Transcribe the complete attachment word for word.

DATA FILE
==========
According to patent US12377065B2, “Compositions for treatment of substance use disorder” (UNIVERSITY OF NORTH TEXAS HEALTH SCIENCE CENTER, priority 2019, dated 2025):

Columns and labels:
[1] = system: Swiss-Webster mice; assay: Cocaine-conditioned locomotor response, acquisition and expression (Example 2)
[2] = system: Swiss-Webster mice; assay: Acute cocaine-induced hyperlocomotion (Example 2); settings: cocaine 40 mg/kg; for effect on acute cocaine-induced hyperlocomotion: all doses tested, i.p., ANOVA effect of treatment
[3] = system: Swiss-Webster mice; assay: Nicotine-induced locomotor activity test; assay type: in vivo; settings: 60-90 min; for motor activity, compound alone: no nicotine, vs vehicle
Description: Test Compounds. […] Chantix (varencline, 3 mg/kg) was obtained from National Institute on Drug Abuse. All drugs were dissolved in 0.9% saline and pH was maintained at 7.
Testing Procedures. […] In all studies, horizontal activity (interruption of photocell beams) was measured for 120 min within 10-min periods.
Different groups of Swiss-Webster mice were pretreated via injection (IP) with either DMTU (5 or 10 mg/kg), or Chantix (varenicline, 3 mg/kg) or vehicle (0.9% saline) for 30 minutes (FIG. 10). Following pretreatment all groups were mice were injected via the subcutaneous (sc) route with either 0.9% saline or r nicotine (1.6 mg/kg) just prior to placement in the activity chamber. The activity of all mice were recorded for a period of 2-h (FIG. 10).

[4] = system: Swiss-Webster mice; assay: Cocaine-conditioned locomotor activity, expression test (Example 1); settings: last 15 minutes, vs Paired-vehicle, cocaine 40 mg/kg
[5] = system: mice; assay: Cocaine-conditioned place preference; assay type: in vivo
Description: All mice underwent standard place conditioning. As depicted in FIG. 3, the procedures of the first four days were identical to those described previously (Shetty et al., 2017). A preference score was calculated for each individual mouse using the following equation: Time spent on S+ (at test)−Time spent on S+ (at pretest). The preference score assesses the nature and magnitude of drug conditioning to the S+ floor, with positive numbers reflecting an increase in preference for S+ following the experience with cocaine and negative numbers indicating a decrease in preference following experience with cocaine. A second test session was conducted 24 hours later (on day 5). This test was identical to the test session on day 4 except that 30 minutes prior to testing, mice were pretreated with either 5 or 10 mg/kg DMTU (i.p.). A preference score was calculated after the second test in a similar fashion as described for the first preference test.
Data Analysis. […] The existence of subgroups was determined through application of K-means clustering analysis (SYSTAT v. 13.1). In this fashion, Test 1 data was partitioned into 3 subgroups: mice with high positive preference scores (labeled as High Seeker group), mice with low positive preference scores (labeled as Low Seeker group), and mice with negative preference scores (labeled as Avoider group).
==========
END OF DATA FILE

According to patent US12377065B2, “Compositions for treatment of substance use disorder” (UNIVERSITY OF NORTH TEXAS HEALTH SCIENCE CENTER, priority 2019, dated 2025):

Columns and labels:
[1] = system: Swiss-Webster mice; assay: Cocaine-conditioned locomotor response, acquisition and expression (Example 2)
[2] = system: Swiss-Webster mice; assay: Acute cocaine-induced hyperlocomotion (Example 2); settings: cocaine 40 mg/kg; for effect on acute cocaine-induced hyperlocomotion: all doses tested, i.p., ANOVA effect of treatment
[3] = system: Swiss-Webster mice; assay: Nicotine-induced locomotor activity test; assay type: in vivo; settings: 60-90 min; for motor activity, compound alone: no nicotine, vs vehicle
Description: Test Compounds. […] Chantix (varencline, 3 mg/kg) was obtained from National Institute on Drug Abuse. All drugs were dissolved in 0.9% saline and pH was maintained at 7.
Testing Procedures. […] In all studies, horizontal activity (interruption of photocell beams) was measured for 120 min within 10-min periods.
Different groups of Swiss-Webster mice were pretreated via injection (IP) with either DMTU (5 or 10 mg/kg), or Chantix (varenicline, 3 mg/kg) or vehicle (0.9% saline) for 30 minutes (FIG. 10). Following pretreatment all groups were mice were injected via the subcutaneous (sc) route with either 0.9% saline or r nicotine (1.6 mg/kg) just prior to placement in the activity chamber. The activity of all mice were recorded for a period of 2-h (FIG. 10).

[4] = system: Swiss-Webster mice; assay: Cocaine-conditioned locomotor activity, expression test (Example 1); settings: last 15 minutes, vs Paired-vehicle, cocaine 40 mg/kg
[5] = system: mice; assay: Cocaine-conditioned place preference; assay type: in vivo
Description: All mice underwent standard place conditioning. As depicted in FIG. 3, the procedures of the first four days were identical to those described previously (Shetty et al., 2017). A preference score was calculated for each individual mouse using the following equation: Time spent on S+ (at test)−Time spent on S+ (at pretest). The preference score assesses the nature and magnitude of drug conditioning to the S+ floor, with positive numbers reflecting an increase in preference for S+ following the experience with cocaine and negative numbers indicating a decrease in preference following experience with cocaine. A second test session was conducted 24 hours later (on day 5). This test was identical to the test session on day 4 except that 30 minutes prior to testing, mice were pretreated with either 5 or 10 mg/kg DMTU (i.p.). A preference score was calculated after the second test in a similar fashion as described for the first preference test.
Data Analysis. […] The existence of subgroups was determined through application of K-means clustering analysis (SYSTAT v. 13.1). In this fashion, Test 1 data was partitioned into 3 subgroups: mice with high positive preference scores (labeled as High Seeker group), mice with low positive preference scores (labeled as Low Seeker group), and mice with negative preference scores (labeled as Avoider group).